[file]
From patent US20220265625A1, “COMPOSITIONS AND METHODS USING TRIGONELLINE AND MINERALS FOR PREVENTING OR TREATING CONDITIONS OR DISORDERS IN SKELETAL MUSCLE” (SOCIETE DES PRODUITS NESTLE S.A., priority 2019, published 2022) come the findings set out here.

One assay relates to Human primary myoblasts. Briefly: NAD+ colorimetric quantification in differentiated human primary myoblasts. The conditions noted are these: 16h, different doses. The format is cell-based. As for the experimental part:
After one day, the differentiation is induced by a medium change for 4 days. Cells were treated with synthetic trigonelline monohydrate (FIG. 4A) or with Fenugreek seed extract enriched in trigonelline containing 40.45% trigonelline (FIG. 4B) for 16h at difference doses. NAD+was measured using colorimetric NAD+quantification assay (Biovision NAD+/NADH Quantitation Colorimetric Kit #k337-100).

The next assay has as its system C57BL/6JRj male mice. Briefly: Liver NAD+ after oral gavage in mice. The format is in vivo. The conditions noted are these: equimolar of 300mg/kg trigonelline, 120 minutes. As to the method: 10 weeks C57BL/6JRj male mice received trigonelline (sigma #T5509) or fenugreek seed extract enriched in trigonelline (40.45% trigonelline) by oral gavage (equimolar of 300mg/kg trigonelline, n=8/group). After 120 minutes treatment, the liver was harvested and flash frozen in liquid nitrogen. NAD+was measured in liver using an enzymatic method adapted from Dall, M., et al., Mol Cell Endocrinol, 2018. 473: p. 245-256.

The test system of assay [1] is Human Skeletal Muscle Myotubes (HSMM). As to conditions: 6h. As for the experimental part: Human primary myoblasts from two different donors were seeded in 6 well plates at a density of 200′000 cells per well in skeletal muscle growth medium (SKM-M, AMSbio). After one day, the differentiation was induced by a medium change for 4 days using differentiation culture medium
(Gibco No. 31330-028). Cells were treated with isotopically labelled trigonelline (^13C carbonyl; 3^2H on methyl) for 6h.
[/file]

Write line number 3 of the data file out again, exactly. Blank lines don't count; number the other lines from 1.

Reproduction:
After one day, the differentiation is induced by a medium change for 4 days. Cells were treated with synthetic trigonelline monohydrate (FIG. 4A) or with Fenugreek seed extract enriched in trigonelline containing 40.45% trigonelline (FIG. 4B) for 16h at difference doses. NAD+was measured using colorimetric NAD+quantification assay (Biovision NAD+/NADH Quantitation Colorimetric Kit #k337-100).